Perhaps this is why the current generation seems desensitized. Day in and day out we are exposed to these kind of violent news stories, and to not be desensitized would be a death sentence. But I don’t think we’re truly desensitized. I recall a time when this was really pounded into my soul. A brief bit of background, I played a lot of video games involving killing and watched plenty of rated R movies with plenty of body parts flying before the following story takes place. If anyone was going to be desensitized to violence by games and movies as the media and crazy parents would have us believe, it would have been me.
WARNING THE NEXT LINK IS VERY GRAPHIC, DON’T CLICK THE LINK UNLESS YOU’RE PREPARED.
In AP US History class sophomore year my teacher showed us a video about the Vietnam war. The video started off boring, like most history videos, then out of nowhere there was a scene of a handcuffed man being shot in the head and killed.
I don’t remember if I actually did, but my instinct was to jump out of my chair and scream. Holy shit! That guy was just fucking killed! In real fucking life! There didn’t appear to be any warning, in the video it didn’t look like there was an argument; the man is tied up and just standing there handcuffed.Then a uniformed man nonchalantly walks around him, pulls up his gun, and shoots the handcuffed man in the head. Don’t feel too bad for the handcuffed man though, he had just finished leading a death squad in the killing of the families of enemy officers.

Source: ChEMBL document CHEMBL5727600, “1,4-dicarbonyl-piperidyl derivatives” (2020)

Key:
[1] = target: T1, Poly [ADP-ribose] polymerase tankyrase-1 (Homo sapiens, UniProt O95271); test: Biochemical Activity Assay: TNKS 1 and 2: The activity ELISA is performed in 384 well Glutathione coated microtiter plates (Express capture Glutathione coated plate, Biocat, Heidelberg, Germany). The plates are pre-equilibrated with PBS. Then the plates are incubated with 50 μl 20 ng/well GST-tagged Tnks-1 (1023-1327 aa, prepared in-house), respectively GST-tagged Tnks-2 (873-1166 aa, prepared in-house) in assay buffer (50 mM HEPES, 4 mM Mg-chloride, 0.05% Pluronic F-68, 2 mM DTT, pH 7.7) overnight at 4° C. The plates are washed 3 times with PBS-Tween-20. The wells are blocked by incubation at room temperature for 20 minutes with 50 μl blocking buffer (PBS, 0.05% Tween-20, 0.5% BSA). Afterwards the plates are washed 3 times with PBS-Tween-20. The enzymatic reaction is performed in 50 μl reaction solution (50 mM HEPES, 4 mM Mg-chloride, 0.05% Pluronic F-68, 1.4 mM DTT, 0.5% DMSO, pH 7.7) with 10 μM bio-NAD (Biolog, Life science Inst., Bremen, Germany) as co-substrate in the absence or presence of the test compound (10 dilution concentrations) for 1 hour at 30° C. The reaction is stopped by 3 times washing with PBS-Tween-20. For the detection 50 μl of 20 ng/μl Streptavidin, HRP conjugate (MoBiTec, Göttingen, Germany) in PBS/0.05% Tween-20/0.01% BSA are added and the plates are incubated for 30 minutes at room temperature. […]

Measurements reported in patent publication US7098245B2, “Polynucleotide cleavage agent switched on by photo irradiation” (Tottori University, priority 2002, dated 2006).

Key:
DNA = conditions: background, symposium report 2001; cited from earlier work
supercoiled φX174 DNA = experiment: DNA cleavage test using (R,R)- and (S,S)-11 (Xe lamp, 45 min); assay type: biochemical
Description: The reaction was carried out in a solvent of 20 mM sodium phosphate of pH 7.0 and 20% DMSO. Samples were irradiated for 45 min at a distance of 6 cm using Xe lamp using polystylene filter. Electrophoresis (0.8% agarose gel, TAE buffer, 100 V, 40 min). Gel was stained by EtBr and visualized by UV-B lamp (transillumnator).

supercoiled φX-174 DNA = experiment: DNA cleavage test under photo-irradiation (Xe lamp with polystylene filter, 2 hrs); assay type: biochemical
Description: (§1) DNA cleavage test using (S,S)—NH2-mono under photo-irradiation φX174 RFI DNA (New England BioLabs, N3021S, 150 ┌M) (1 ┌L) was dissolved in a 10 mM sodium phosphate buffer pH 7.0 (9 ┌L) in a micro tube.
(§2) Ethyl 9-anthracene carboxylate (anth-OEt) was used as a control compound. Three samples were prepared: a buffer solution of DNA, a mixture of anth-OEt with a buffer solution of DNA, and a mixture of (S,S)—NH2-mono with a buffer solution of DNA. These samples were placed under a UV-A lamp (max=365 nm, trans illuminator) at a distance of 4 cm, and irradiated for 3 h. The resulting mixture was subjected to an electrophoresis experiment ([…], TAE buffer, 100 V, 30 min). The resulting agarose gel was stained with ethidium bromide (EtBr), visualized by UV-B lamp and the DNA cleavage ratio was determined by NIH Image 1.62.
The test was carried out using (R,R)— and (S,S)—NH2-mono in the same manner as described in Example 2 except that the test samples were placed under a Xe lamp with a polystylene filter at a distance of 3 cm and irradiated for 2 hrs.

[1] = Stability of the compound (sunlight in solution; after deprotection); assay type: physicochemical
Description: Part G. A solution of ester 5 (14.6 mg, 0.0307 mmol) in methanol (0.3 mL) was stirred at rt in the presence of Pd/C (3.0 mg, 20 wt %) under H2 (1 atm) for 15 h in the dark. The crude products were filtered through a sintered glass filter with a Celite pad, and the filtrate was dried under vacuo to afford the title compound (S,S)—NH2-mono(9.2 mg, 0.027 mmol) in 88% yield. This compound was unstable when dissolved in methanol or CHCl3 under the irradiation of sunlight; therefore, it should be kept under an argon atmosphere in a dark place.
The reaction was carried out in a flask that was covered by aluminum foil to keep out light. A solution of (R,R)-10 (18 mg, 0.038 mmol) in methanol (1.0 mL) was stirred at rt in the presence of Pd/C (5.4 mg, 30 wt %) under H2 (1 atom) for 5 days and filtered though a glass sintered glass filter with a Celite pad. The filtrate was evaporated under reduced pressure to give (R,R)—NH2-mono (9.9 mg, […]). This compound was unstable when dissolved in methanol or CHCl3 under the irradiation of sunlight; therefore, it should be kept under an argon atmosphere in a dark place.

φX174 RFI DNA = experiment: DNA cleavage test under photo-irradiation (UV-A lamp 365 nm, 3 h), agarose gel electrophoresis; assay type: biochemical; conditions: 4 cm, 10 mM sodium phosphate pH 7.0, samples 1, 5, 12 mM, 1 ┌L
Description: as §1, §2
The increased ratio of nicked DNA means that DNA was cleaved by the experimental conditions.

I was absolutely shocked. I wanted to puke (and honestly I do right now after watching the video again). All those years of being “desensitized by violent video games and movies,” and I reacted just like anyone would expect a normal kid to react.
I later sat down and thought about why I reacted that way despite all my “experience” with violence and I realized that this was the first time I had ever seen anyone actually die. In the back of my head I felt like I had seen someone die before, after all I had seen plenty of movies with blood and guts all over the place and even played games where I actively killed people; but this completely different and I knew it on a fundamental level, instantly, without hesitation. Years of violent games and movies that were supposed to be fucking up my brain, had near zero impact on my reaction to seeing death for the first time. Not even death, a video of a death. The games and movies didn’t mess me up; instead, what really got to me were things I knew to be real, things like that video and the news.
Interestingly enough, South Park had an episode about this as well as the video above. In this episode the kids are playing detective and get an old couple to pay them to solve the mystery of what happened to a pie on the windowsill. They found out the dog did it, but come up with this really fucked up explanation about how the old man was planning to kill his wife to eat the pie but the dog beat him to the pie before he had a chance to kill his wife. The old people are like, WTF?! What are you kids watching on TV?! You might think they would say NCIS or Law and Order SVU, but their reply is simply: “nothing, just the news.”
Oh and if you haven’t seen Bowling For Columbine, it’s basically about how Canada also has violent video games and movies, but doesn’t have the same violent news the US seems to be obsessed with, and how this could be connected with the difference in violent crime.